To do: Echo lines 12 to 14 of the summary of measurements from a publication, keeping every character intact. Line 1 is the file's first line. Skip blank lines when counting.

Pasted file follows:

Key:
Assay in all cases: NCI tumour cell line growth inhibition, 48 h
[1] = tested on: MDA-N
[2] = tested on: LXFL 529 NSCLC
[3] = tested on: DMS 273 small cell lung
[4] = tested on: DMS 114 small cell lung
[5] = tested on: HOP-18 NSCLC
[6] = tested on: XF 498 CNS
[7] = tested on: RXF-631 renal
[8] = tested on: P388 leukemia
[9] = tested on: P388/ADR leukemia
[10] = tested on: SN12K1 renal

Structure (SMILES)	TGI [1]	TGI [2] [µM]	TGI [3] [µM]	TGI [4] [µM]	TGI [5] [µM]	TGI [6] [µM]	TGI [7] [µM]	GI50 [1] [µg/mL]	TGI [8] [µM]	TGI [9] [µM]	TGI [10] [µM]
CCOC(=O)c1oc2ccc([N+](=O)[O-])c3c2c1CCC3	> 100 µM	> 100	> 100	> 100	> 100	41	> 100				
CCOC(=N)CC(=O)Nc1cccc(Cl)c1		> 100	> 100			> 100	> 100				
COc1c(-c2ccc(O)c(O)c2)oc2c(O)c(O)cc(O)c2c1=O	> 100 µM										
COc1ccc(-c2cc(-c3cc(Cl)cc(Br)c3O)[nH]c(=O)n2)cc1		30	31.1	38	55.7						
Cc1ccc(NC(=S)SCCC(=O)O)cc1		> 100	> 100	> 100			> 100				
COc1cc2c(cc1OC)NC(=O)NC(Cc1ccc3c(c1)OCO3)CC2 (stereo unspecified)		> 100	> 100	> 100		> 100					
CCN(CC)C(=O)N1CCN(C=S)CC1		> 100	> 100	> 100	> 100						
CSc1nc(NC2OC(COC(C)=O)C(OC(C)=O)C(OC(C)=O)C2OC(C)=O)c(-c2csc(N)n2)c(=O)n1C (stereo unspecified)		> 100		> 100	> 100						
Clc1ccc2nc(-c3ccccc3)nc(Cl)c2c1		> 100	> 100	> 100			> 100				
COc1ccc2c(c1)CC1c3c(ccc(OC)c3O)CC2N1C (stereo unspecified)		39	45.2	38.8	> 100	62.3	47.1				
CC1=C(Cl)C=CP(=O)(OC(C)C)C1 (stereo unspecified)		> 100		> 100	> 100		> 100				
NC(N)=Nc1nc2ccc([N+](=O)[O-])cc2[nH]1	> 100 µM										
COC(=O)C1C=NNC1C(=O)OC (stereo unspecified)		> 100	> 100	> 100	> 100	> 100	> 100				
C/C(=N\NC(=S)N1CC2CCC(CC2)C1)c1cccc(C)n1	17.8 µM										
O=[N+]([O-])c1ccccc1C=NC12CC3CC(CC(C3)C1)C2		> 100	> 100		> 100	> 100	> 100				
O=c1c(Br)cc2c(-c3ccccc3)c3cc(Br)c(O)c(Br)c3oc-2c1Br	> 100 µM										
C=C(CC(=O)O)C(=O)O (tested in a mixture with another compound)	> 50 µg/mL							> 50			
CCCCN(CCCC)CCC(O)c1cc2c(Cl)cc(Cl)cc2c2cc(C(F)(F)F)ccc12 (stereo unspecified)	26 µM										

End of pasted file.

[10] = tested on: SN12K1 renal

Structure (SMILES)	TGI [1]	TGI [2] [µM]	TGI [3] [µM]	TGI [4] [µM]	TGI [5] [µM]	TGI [6] [µM]	TGI [7] [µM]	GI50 [1] [µg/mL]	TGI [8] [µM]	TGI [9] [µM]	TGI [10] [µM]
CCOC(=O)c1oc2ccc([N+](=O)[O-])c3c2c1CCC3	> 100 µM	> 100	> 100	> 100	> 100	41	> 100				